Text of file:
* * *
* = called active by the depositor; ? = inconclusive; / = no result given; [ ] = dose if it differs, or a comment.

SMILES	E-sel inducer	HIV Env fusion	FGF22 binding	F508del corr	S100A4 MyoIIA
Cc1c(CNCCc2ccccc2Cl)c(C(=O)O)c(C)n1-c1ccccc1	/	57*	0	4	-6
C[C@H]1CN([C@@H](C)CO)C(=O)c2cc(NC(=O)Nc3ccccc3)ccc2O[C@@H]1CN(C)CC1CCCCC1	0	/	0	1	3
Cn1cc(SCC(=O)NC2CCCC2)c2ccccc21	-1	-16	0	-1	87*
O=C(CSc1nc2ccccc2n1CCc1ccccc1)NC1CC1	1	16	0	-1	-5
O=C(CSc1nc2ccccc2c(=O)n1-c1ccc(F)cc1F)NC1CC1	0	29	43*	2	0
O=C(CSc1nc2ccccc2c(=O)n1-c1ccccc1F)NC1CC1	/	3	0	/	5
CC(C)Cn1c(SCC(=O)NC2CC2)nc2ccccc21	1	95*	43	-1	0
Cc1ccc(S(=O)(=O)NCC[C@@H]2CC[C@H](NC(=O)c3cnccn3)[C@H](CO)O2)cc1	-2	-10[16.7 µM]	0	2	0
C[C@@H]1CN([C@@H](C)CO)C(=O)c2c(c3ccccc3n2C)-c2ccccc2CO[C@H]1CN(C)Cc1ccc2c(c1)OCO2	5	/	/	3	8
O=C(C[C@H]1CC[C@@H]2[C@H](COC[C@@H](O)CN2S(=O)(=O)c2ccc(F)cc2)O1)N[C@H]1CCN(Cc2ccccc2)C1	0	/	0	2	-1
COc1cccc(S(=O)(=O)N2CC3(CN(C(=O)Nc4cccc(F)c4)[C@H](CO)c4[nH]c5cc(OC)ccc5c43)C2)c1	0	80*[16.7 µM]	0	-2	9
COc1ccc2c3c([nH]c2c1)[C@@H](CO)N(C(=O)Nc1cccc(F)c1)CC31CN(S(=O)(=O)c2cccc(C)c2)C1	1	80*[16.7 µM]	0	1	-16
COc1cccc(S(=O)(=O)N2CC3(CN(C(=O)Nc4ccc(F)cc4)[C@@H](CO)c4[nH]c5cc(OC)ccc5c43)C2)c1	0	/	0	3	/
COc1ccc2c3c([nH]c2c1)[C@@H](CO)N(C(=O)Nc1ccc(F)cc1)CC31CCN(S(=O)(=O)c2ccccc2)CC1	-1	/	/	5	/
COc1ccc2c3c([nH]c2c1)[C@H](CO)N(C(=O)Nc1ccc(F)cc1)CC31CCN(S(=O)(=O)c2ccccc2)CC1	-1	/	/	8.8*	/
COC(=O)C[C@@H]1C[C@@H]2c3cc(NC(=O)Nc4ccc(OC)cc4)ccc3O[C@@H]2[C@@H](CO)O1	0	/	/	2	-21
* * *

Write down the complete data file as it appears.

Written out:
* = called active by the depositor; ? = inconclusive; / = no result given; [ ] = dose if it differs, or a comment.

SMILES	E-sel inducer	HIV Env fusion	FGF22 binding	F508del corr	S100A4 MyoIIA
Cc1c(CNCCc2ccccc2Cl)c(C(=O)O)c(C)n1-c1ccccc1	/	57*	0	4	-6
C[C@H]1CN([C@@H](C)CO)C(=O)c2cc(NC(=O)Nc3ccccc3)ccc2O[C@@H]1CN(C)CC1CCCCC1	0	/	0	1	3
Cn1cc(SCC(=O)NC2CCCC2)c2ccccc21	-1	-16	0	-1	87*
O=C(CSc1nc2ccccc2n1CCc1ccccc1)NC1CC1	1	16	0	-1	-5
O=C(CSc1nc2ccccc2c(=O)n1-c1ccc(F)cc1F)NC1CC1	0	29	43*	2	0
O=C(CSc1nc2ccccc2c(=O)n1-c1ccccc1F)NC1CC1	/	3	0	/	5
CC(C)Cn1c(SCC(=O)NC2CC2)nc2ccccc21	1	95*	43	-1	0
Cc1ccc(S(=O)(=O)NCC[C@@H]2CC[C@H](NC(=O)c3cnccn3)[C@H](CO)O2)cc1	-2	-10[16.7 µM]	0	2	0
C[C@@H]1CN([C@@H](C)CO)C(=O)c2c(c3ccccc3n2C)-c2ccccc2CO[C@H]1CN(C)Cc1ccc2c(c1)OCO2	5	/	/	3	8
O=C(C[C@H]1CC[C@@H]2[C@H](COC[C@@H](O)CN2S(=O)(=O)c2ccc(F)cc2)O1)N[C@H]1CCN(Cc2ccccc2)C1	0	/	0	2	-1
COc1cccc(S(=O)(=O)N2CC3(CN(C(=O)Nc4cccc(F)c4)[C@H](CO)c4[nH]c5cc(OC)ccc5c43)C2)c1	0	80*[16.7 µM]	0	-2	9
COc1ccc2c3c([nH]c2c1)[C@@H](CO)N(C(=O)Nc1cccc(F)c1)CC31CN(S(=O)(=O)c2cccc(C)c2)C1	1	80*[16.7 µM]	0	1	-16
COc1cccc(S(=O)(=O)N2CC3(CN(C(=O)Nc4ccc(F)cc4)[C@@H](CO)c4[nH]c5cc(OC)ccc5c43)C2)c1	0	/	0	3	/
COc1ccc2c3c([nH]c2c1)[C@@H](CO)N(C(=O)Nc1ccc(F)cc1)CC31CCN(S(=O)(=O)c2ccccc2)CC1	-1	/	/	5	/
COc1ccc2c3c([nH]c2c1)[C@H](CO)N(C(=O)Nc1ccc(F)cc1)CC31CCN(S(=O)(=O)c2ccccc2)CC1	-1	/	/	8.8*	/
COC(=O)C[C@@H]1C[C@@H]2c3cc(NC(=O)Nc4ccc(OC)cc4)ccc3O[C@@H]2[C@@H](CO)O1	0	/	/	2	-21